Reporters Without Borders firmly condemns the arrests of journalists Saodat Omonova and Malohat Eshonkulova five minutes after they began protesting and brandishing posters outside the presidential administration building in Tashkent today, officially celebrated as Day of the Journalist in Uzbekistan.
They were taken to a local police station and then to a municipal court, where they were immediately tried and convicted of staging an unauthorized demonstration under article of 201 of the civil code. The two women, who were fired from a state TV station last December, reacted to their conviction by beginning a hunger strike.
“Omonova and Eshonkulova, who have been denied justice for months, made the mistake of wanting to give some real content to the hollow official celebration of Day of the Journalist by staging a new protest against censorship and judicial bias,” Reporters Without Borders said.
They were fired from the state-owned TV station Yoshlar in December after demonstrating against censorship and corruption at the station. Dismissing journalists is a particularly effective sanction in a country where the government controls all “authorized” media, as it means they are unlikely to find any other work in journalism. Their dismissal has been followed by a disturbing series of attempts to intimidate them.
After an investigation marked by gross procedural violations, they lost their attempt to sue their former employer for unfair dismissal. The first hearing was suspended on the grounds of an independent journalist’s “illegal” presence in the courtroom. During the final hearing, their lawyer suddenly disappeared inexplicability, but that did not stop the judge from ruling against them. They filed an appeal on 24 June.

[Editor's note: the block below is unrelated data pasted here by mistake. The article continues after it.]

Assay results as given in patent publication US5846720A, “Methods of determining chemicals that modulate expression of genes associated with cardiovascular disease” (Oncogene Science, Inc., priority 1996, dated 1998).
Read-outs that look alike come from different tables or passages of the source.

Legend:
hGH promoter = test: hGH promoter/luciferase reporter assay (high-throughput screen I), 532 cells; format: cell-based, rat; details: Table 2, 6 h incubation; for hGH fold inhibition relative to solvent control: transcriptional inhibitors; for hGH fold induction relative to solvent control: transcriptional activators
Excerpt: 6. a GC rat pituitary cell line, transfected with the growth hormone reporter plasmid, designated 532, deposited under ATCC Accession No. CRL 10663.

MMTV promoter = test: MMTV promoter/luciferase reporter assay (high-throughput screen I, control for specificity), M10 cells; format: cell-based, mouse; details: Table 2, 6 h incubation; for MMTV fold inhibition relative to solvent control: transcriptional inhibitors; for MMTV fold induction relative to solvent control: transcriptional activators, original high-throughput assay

They were fined around 3 million soms (1,220 euros) at the end of today’s summary trial, which will add to their financial difficulties.
“We requested an adjournment of the hearing to allow us to get a lawyer and examine the police report of our alleged offence,” Omonova told Reporters Without Borders. “But they replied that a lawyer was not necessary, that there was no time for that, and that all we had to do was make a statement.”
They are supposed to receive a copy of the verdict within three days and are determined to appeal.
Such a judicial farce is typical is Uzbekistan, which is ranked 163rd out of 178 counties in the latest Reporters Without Borders press freedom index. Journalists are constantly harassed in a variety of ways. The treatment that Omonova and Eshonkulova have received is clearly designed to intimidate other state media journalists who might be tempted to follow their brave example.
The Uzbek authorities often use jail sentences and mistreatment to silence outspoken journalists. At least 11 media personnel are currently detained in Uzbekistan in connection with their journalistic activities.